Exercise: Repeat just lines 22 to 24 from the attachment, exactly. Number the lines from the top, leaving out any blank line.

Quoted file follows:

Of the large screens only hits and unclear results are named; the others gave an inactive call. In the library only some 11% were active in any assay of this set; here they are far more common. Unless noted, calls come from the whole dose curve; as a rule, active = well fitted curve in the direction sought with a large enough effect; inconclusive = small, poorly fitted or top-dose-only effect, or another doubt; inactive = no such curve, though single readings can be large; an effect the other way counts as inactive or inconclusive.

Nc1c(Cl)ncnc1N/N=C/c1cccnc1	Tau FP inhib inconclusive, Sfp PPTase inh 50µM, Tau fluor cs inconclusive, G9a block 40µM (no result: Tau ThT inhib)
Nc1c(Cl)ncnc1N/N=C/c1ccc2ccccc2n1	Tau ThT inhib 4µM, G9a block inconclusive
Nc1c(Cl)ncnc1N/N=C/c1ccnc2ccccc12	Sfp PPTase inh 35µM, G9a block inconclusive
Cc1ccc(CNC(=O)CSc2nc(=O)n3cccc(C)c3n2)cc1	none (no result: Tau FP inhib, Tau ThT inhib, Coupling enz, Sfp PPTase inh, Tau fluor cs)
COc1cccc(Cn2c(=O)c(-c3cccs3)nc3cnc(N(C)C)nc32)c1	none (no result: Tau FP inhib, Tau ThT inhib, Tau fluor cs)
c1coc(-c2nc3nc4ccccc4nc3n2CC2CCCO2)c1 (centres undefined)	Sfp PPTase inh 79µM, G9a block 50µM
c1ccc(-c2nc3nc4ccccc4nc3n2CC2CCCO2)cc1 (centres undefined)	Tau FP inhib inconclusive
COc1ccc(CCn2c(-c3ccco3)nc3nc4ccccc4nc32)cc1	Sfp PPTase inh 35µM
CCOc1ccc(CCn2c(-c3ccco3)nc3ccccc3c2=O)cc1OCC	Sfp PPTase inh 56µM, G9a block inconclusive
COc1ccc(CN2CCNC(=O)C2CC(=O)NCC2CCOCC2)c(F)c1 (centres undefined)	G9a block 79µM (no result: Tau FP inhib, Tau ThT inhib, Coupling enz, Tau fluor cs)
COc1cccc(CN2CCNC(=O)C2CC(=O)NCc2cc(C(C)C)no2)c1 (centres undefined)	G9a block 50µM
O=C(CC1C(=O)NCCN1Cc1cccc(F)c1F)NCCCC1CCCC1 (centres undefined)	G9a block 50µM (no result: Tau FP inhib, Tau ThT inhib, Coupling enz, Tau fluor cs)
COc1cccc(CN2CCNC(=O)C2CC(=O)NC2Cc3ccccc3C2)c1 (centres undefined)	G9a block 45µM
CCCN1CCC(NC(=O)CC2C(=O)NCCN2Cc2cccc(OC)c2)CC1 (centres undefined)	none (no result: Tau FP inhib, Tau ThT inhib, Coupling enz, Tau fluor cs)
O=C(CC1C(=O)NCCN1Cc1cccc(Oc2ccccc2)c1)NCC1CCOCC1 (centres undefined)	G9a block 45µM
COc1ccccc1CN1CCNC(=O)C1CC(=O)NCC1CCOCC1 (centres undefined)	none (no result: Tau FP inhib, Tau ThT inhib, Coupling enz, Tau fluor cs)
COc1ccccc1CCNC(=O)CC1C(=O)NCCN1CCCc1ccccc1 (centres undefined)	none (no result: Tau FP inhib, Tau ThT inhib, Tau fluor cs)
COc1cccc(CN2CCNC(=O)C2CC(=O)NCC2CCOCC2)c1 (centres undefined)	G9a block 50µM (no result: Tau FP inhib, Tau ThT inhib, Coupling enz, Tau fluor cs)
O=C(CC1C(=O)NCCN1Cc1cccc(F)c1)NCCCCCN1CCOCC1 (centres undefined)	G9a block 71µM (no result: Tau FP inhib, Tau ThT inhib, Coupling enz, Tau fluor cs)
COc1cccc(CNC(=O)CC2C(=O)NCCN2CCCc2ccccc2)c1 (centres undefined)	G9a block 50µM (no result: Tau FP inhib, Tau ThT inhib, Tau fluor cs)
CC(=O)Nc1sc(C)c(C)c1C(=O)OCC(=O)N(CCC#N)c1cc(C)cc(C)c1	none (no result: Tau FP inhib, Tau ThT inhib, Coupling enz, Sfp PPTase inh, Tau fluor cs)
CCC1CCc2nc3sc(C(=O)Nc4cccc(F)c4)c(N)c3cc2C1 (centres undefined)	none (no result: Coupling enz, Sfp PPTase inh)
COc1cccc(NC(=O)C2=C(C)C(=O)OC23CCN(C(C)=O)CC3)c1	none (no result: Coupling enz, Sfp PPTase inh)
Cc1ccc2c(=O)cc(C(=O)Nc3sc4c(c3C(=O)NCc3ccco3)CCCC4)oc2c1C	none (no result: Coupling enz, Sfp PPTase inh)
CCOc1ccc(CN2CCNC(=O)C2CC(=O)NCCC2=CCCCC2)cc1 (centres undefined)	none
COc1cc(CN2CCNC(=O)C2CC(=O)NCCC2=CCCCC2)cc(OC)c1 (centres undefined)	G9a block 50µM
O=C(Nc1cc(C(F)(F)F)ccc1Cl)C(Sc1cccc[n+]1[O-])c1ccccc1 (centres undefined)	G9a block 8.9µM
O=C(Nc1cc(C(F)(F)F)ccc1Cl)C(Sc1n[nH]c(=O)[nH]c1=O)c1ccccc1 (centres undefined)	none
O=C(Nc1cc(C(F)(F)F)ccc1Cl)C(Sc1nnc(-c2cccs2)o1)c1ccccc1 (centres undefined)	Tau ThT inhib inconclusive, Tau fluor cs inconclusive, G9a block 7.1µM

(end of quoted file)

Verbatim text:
CC(=O)Nc1sc(C)c(C)c1C(=O)OCC(=O)N(CCC#N)c1cc(C)cc(C)c1	none (no result: Tau FP inhib, Tau ThT inhib, Coupling enz, Sfp PPTase inh, Tau fluor cs)
CCC1CCc2nc3sc(C(=O)Nc4cccc(F)c4)c(N)c3cc2C1 (centres undefined)	none (no result: Coupling enz, Sfp PPTase inh)
COc1cccc(NC(=O)C2=C(C)C(=O)OC23CCN(C(C)=O)CC3)c1	none (no result: Coupling enz, Sfp PPTase inh)